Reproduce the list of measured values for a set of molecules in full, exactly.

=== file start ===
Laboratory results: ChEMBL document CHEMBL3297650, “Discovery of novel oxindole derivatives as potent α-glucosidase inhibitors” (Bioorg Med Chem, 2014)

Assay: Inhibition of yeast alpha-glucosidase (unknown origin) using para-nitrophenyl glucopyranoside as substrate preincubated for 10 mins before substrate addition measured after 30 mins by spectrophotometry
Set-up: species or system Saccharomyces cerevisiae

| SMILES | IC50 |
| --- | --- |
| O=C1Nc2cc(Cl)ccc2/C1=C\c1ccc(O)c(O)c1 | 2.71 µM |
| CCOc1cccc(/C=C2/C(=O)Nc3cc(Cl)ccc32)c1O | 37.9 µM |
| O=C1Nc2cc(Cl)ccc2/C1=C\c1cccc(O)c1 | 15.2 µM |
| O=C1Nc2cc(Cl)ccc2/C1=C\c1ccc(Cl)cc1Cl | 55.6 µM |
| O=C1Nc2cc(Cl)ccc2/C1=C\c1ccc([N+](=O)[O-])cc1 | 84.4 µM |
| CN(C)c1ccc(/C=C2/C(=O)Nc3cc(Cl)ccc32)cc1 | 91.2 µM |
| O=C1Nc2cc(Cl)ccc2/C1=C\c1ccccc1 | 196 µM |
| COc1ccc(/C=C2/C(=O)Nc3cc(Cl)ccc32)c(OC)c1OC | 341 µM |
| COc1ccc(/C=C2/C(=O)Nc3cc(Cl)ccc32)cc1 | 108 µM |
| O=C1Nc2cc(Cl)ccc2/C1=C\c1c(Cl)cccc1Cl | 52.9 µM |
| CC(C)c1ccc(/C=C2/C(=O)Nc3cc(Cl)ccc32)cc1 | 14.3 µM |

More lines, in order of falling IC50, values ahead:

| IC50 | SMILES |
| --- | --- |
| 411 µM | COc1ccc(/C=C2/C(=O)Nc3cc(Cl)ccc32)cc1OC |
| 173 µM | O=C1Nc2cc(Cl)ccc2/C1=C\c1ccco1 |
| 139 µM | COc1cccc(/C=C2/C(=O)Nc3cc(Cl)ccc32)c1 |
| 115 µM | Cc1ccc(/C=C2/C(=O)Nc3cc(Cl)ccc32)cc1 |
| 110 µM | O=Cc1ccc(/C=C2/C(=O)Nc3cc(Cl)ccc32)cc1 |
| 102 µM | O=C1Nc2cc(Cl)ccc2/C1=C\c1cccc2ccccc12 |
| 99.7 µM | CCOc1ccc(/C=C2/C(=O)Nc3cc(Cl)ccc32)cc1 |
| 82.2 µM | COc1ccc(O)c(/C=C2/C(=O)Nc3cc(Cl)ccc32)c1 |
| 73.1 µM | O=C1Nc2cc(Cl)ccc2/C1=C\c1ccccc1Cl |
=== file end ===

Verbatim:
Laboratory results: ChEMBL document CHEMBL3297650, “Discovery of novel oxindole derivatives as potent α-glucosidase inhibitors” (Bioorg Med Chem, 2014)

Assay: Inhibition of yeast alpha-glucosidase (unknown origin) using para-nitrophenyl glucopyranoside as substrate preincubated for 10 mins before substrate addition measured after 30 mins by spectrophotometry
Set-up: species or system Saccharomyces cerevisiae

| SMILES | IC50 |
| --- | --- |
| O=C1Nc2cc(Cl)ccc2/C1=C\c1ccc(O)c(O)c1 | 2.71 µM |
| CCOc1cccc(/C=C2/C(=O)Nc3cc(Cl)ccc32)c1O | 37.9 µM |
| O=C1Nc2cc(Cl)ccc2/C1=C\c1cccc(O)c1 | 15.2 µM |
| O=C1Nc2cc(Cl)ccc2/C1=C\c1ccc(Cl)cc1Cl | 55.6 µM |
| O=C1Nc2cc(Cl)ccc2/C1=C\c1ccc([N+](=O)[O-])cc1 | 84.4 µM |
| CN(C)c1ccc(/C=C2/C(=O)Nc3cc(Cl)ccc32)cc1 | 91.2 µM |
| O=C1Nc2cc(Cl)ccc2/C1=C\c1ccccc1 | 196 µM |
| COc1ccc(/C=C2/C(=O)Nc3cc(Cl)ccc32)c(OC)c1OC | 341 µM |
| COc1ccc(/C=C2/C(=O)Nc3cc(Cl)ccc32)cc1 | 108 µM |
| O=C1Nc2cc(Cl)ccc2/C1=C\c1c(Cl)cccc1Cl | 52.9 µM |
| CC(C)c1ccc(/C=C2/C(=O)Nc3cc(Cl)ccc32)cc1 | 14.3 µM |

More lines, in order of falling IC50, values ahead:

| IC50 | SMILES |
| --- | --- |
| 411 µM | COc1ccc(/C=C2/C(=O)Nc3cc(Cl)ccc32)cc1OC |
| 173 µM | O=C1Nc2cc(Cl)ccc2/C1=C\c1ccco1 |
| 139 µM | COc1cccc(/C=C2/C(=O)Nc3cc(Cl)ccc32)c1 |
| 115 µM | Cc1ccc(/C=C2/C(=O)Nc3cc(Cl)ccc32)cc1 |
| 110 µM | O=Cc1ccc(/C=C2/C(=O)Nc3cc(Cl)ccc32)cc1 |
| 102 µM | O=C1Nc2cc(Cl)ccc2/C1=C\c1cccc2ccccc12 |
| 99.7 µM | CCOc1ccc(/C=C2/C(=O)Nc3cc(Cl)ccc32)cc1 |
| 82.2 µM | COc1ccc(O)c(/C=C2/C(=O)Nc3cc(Cl)ccc32)c1 |
| 73.1 µM | O=C1Nc2cc(Cl)ccc2/C1=C\c1ccccc1Cl |